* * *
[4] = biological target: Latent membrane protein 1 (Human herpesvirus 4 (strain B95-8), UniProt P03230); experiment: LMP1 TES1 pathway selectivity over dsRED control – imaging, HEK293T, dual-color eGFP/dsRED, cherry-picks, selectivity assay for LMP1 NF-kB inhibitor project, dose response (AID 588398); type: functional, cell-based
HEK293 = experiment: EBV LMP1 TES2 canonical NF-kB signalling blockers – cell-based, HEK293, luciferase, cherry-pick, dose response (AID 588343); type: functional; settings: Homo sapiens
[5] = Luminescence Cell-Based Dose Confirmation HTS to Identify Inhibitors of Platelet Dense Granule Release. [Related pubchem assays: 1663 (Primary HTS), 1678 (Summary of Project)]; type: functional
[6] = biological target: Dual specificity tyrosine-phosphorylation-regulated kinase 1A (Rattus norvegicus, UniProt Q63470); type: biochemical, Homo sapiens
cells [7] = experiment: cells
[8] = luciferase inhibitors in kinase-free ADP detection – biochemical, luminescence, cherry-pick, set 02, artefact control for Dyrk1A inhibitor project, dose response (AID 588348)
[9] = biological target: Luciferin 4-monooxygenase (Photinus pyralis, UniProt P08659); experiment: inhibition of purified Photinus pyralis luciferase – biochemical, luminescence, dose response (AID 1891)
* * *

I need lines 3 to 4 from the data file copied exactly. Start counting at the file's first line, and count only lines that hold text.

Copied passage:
[5] = Luminescence Cell-Based Dose Confirmation HTS to Identify Inhibitors of Platelet Dense Granule Release. [Related pubchem assays: 1663 (Primary HTS), 1678 (Summary of Project)]; type: functional
[6] = biological target: Dual specificity tyrosine-phosphorylation-regulated kinase 1A (Rattus norvegicus, UniProt Q63470); type: biochemical, Homo sapiens